Former Canadian wrestler and promoter Emile Dupree has passed away at age 86, according to Fightful. Dupree was also the father of former WWE World Tag Team Champion Rene Dupree.
The news was announced by James Here, who co-hosts "Cafe de Rene with Rene Dupree," on Instagram Sunday. "With a heavy heart, I have to share the news that Rene's father, Emile Dupree, has sadly passed away today at the age of 86," Here wrote.
"Emile (Born Emile Goguen,20th October 1936 in his beloved town of Shediac, New Brunswick) began wrestling back in the 1950s & wrestled many fellow wrestling legends...Before retiring & watching his son René carry on his legacy by becoming a Multiple-time Champion in WWE & Japan," he added.
"He'll be remembered as one of the great wrestlers & promoters from the territory days & also a beloved Husband, Father & Grandfather. Rest in Peace Emile," the co-host concluded.
Emile Dupree trained with Canadian wrestling legends Reggie Richard and Vic Butler during the 1950s, Wrestling Inc. reported. His career as a wrestler spanned more than 30 years until he retired in 1988.
Although he left the ring, Emile Dupree didn't leave the sport entirely. He continued as a promoter with the company he founded, Grand Prix Wrestling.
The elder Dupree brought the world some of the sport's icons, such as Andre the Giant, Sexton Hardcastle, and Rocky Johnson, to the scene. He worked closely with his son Rene, who became a star in his own right.
Notably, Rene Dupree was ahead of his time in 2016 when he filed a lawsuit over royalty payments from streaming services. According to the Hollywood Reporter at the time, Rene Dupree brought a class action lawsuit on behalf of WWE performers who were in the sport from 1980 until the time of the lawsuit.
Unfortunately, the suit was dismissed days later. Rene Dupree had apparently forgotten about a contract he had signed in 2011 that the defense attorney pointed out "destroys his ability to bring these types of claims."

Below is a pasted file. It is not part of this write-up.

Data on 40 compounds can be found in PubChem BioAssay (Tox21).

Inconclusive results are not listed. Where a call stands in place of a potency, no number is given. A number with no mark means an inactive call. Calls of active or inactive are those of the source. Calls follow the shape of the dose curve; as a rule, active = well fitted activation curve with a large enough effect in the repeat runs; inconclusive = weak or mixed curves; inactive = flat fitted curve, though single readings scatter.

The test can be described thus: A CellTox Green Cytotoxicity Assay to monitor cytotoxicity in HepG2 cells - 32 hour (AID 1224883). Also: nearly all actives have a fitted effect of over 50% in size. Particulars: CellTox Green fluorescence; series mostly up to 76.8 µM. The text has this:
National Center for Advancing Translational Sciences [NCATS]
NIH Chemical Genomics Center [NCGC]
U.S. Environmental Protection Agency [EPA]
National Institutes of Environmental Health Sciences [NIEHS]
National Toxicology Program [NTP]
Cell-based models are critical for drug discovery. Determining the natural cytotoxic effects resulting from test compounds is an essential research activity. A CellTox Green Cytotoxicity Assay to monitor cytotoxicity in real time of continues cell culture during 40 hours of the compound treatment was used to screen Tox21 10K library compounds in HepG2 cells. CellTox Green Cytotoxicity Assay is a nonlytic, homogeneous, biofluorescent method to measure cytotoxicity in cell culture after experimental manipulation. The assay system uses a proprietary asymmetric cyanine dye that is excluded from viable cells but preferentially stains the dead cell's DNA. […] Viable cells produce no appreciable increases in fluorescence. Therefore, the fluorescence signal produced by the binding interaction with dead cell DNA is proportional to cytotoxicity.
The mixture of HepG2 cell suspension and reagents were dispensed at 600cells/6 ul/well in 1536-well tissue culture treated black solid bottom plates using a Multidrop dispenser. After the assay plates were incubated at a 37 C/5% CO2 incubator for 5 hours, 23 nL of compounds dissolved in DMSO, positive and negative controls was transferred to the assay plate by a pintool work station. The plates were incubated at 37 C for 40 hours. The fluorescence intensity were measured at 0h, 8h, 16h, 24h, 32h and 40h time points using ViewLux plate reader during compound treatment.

At the time of Rene Dupree's ill-fated lawsuit, streaming was mainly relegated to Pay-Per-View and other services in their infancy. Still, the issue has become a full-fledged problem as Hollywood strikes over residuals.
The rise of content streaming has upended the compensation structure for the people who make it, Fortune reported. In the past, union members were able to collect residual payments every time their work was shown in a rerun or when hard copies, such as DVDs of their work, were purchased.
However, streaming pays little to no residuals, which has caused an uproar in the industry leading to a strike less than a decade after Renee Dupree's legal action. "I did an episode of ‘Criminal Minds’ and was getting residuals," bit-player Whitney Morgan Cox explained.
"And then ‘Criminal Minds’ moved to Netflix and those checks stopped coming. And then it did a resurgence on cable TV, I got a couple more checks. It went to streaming, the checks stopped coming," Cox said, illustrating the disparity in the way payments are sent based on the platform where the movies, TV shows, or events are watched.
Emile Dupree had a career and a company that greatly impacted his sport. His legacy lives on, both in the actions of his son Rene and in the memory of all of those who loved him.